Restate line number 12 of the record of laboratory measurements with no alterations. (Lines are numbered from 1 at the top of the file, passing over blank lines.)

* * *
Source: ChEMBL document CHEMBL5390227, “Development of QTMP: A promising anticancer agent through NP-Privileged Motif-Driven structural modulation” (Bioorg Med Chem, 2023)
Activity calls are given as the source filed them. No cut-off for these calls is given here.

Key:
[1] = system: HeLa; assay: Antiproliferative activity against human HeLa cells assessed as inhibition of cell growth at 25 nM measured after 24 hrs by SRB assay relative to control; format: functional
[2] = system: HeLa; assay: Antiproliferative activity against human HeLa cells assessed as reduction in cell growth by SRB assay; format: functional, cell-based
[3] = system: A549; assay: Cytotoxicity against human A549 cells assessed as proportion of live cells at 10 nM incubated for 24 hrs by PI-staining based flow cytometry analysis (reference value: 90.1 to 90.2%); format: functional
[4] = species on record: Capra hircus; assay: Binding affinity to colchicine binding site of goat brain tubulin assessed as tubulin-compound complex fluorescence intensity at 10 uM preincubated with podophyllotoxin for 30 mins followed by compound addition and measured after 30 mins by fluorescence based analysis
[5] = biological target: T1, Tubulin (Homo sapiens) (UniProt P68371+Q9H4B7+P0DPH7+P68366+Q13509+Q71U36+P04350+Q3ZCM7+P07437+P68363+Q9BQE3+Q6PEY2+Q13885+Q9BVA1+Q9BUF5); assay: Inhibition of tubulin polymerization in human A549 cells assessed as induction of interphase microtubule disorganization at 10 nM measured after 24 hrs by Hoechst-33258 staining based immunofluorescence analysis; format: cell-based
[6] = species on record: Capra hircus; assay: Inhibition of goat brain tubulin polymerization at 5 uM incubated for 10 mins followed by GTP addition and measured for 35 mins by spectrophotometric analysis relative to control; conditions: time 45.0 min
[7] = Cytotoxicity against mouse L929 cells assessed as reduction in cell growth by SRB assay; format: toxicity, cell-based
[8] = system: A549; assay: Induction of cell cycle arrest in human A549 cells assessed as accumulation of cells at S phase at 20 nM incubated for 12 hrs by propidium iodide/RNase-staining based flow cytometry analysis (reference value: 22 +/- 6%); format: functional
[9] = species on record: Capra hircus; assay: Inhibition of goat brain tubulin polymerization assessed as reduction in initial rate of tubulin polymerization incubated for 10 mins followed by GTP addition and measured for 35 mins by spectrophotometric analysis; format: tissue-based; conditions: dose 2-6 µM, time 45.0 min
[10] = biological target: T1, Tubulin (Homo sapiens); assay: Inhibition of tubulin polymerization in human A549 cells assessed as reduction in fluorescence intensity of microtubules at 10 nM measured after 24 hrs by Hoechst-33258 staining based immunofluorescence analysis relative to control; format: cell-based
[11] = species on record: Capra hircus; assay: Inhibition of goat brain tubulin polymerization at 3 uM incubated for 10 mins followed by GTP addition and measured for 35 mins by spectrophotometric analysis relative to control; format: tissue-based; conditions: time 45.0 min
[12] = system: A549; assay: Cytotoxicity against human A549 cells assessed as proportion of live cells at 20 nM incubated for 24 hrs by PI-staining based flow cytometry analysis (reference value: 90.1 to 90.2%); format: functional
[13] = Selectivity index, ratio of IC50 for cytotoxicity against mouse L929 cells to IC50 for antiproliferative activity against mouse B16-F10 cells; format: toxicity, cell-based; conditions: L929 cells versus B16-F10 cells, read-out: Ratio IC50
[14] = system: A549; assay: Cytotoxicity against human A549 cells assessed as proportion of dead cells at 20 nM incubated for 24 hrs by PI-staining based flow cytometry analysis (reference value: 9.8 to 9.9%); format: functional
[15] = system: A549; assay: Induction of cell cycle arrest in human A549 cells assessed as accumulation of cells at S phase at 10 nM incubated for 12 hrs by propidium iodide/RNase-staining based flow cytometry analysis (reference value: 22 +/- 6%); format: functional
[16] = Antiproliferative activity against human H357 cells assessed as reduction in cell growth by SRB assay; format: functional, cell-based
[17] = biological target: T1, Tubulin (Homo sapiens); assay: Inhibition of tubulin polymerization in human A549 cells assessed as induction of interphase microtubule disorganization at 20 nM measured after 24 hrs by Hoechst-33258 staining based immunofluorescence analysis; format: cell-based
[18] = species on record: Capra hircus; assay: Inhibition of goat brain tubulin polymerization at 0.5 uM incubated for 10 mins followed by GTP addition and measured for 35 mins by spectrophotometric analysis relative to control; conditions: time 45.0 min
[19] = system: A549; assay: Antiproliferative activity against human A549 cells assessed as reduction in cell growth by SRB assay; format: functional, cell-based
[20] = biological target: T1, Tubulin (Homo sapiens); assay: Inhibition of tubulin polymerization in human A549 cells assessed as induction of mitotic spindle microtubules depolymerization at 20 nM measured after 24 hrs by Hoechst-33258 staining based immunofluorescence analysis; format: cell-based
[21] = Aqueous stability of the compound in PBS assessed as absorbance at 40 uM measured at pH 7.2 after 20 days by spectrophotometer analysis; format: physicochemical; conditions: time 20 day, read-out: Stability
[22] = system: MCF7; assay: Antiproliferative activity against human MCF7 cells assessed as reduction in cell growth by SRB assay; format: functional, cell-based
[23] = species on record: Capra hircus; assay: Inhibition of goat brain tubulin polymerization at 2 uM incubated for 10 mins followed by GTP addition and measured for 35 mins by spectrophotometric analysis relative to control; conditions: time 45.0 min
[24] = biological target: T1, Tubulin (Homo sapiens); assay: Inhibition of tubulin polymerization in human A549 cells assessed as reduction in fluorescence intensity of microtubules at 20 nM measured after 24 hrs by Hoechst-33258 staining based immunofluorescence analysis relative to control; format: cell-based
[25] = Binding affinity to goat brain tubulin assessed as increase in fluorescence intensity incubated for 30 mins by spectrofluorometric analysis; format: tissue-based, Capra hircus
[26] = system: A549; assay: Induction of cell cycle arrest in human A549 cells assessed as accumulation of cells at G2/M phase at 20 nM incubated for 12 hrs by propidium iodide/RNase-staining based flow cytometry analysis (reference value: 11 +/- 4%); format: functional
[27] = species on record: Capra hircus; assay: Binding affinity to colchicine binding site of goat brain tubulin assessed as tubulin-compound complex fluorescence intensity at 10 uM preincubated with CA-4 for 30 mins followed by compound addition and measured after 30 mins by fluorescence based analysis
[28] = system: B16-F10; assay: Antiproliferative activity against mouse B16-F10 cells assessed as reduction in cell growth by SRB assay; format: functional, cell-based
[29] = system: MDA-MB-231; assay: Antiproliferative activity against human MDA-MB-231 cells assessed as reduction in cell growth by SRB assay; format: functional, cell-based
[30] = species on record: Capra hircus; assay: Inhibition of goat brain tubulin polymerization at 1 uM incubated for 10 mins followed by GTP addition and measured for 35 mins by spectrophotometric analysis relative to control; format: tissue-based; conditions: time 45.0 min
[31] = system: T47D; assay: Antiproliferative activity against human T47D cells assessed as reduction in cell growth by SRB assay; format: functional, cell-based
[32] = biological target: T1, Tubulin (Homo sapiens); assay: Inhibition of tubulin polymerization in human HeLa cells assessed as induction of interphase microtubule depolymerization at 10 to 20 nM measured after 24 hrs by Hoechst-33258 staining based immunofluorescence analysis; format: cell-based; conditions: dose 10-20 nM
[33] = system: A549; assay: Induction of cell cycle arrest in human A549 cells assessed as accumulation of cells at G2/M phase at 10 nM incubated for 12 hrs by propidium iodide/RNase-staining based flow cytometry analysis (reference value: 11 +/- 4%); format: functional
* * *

[9] = species on record: Capra hircus; assay: Inhibition of goat brain tubulin polymerization assessed as reduction in initial rate of tubulin polymerization incubated for 10 mins followed by GTP addition and measured for 35 mins by spectrophotometric analysis; format: tissue-based; conditions: dose 2-6 µM, time 45.0 min